Many people who work on a holiday are compensated with more pay or an extra day off. But what if you got paid triple-time?
SB234 would make that a reality for those in the retail industry.
Before Sen. Roz Baker, D-South, West Maui, chair of the Senate commerce and consumer protection committee, became a lawmaker, she owned a store on the Valley Isle.
“We did pay, on occasion, triple-time in order to have employees work for us if we wanted to be open on Thanksgiving,” she said.
Baker introduced a bill in the Legislature that would require all retail employers to do that–pay workers three times their regular wage on all state holidays.
The bill talks about the increasing number of retailers that open their doors on holidays and says, “…the employees who are asked and expected to work these hours are sacrificing cherished time away from their families and friends…”
“Some of the other industries or other establishments do have tips involved so they’re not likely to be minimum wage jobs,” Baker said.
Another part of this bill would prevent retail employers from firing or taking any other kind of action against an employee who chooses not to work on a state holiday.
“I think that’s a great incentive. I was in retail for 10 years and had to work on holidays and it just sucks,” said former retail worker Brian Czech.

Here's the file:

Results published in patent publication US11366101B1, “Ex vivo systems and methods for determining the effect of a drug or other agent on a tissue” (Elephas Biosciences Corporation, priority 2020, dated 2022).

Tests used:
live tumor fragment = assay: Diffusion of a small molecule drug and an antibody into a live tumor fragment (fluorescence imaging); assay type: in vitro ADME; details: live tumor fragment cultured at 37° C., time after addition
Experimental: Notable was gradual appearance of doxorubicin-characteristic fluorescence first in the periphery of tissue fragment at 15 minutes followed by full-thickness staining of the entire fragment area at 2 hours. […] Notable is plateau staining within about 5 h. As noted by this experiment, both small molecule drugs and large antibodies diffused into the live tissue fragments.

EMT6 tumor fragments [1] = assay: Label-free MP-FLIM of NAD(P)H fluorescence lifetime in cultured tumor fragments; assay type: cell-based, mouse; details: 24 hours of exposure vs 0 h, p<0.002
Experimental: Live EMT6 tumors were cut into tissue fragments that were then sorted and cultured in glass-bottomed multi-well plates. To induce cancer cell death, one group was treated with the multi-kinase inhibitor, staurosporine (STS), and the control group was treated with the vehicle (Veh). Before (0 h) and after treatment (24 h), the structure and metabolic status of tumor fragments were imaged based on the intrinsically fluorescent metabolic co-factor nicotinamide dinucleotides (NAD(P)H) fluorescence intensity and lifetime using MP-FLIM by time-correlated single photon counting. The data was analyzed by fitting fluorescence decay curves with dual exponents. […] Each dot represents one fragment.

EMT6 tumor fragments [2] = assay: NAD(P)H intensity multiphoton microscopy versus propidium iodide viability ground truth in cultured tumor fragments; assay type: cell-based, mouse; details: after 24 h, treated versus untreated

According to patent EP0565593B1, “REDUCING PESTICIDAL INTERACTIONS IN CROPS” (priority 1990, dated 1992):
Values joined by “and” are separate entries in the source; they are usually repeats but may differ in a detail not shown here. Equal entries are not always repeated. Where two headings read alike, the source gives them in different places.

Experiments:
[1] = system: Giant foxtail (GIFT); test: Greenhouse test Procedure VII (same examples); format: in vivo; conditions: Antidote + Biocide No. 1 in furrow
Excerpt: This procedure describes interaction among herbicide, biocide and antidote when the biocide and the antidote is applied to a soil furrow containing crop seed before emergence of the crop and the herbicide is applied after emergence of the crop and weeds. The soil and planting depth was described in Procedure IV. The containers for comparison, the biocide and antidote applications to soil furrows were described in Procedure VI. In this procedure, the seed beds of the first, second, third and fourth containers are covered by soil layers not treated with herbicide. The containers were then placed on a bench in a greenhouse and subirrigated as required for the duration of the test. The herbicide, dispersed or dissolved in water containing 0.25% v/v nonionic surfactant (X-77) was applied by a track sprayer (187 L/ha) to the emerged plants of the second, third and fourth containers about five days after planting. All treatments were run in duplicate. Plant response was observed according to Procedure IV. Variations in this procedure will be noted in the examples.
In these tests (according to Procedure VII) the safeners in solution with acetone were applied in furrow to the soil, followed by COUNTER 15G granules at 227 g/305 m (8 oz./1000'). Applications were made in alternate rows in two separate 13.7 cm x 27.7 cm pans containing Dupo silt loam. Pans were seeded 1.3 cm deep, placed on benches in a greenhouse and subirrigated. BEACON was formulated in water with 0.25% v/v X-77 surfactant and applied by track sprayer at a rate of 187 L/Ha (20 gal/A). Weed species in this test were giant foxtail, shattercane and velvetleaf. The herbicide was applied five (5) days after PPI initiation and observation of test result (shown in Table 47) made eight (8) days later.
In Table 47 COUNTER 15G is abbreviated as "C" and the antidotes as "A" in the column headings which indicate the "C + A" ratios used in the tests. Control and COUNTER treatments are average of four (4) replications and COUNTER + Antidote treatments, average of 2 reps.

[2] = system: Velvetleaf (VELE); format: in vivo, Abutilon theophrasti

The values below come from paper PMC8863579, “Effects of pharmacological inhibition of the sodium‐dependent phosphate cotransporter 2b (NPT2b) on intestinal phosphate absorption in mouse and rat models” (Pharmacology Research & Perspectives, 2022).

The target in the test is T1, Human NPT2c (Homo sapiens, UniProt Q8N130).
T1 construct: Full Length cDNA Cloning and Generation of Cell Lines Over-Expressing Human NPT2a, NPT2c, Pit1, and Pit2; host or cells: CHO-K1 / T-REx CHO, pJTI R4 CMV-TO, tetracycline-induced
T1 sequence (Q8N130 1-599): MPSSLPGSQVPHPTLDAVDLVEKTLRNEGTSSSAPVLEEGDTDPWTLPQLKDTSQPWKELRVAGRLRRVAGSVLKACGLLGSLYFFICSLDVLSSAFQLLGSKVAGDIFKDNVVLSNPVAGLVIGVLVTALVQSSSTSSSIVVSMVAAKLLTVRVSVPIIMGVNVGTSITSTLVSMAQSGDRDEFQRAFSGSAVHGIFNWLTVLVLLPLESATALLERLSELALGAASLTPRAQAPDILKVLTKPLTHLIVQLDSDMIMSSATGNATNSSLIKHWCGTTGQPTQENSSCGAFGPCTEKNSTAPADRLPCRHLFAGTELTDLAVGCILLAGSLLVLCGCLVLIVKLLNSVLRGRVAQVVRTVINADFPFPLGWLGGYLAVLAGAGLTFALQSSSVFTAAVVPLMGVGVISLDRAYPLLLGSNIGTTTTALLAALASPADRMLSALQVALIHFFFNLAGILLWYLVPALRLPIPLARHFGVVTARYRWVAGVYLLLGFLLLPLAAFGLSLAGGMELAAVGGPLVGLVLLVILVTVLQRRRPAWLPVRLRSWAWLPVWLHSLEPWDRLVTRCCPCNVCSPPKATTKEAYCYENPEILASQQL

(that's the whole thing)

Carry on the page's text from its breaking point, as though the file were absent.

“I could see double-time or time-and-a-half, matching what regular or other employees would get if they were working on that holiday, but it seems triple-time would be a little over excessive,” said shopper Derek Fondy.
The majority of organizations and business owners who submitted testimony believe it would be too excessive and say they already have to deal with rising health care costs and wages.
“What would you say to critics who believe you will still make out if you pay your employees triple-time on a state holiday because you’re a big company?” KHON2 asked.
“I invite those critics to take a look at our financials and see the low margins we work on already. Business is very competitive and we have to offer the best prices to consumers,” said Mark Storfer, executive vice president of Hilo Hattie.
There was a hearing on the bill Thursday, but decision making was deferred. Baker says the bill could be amended to focus more on certain state holidays instead of paying triple-time for all of them.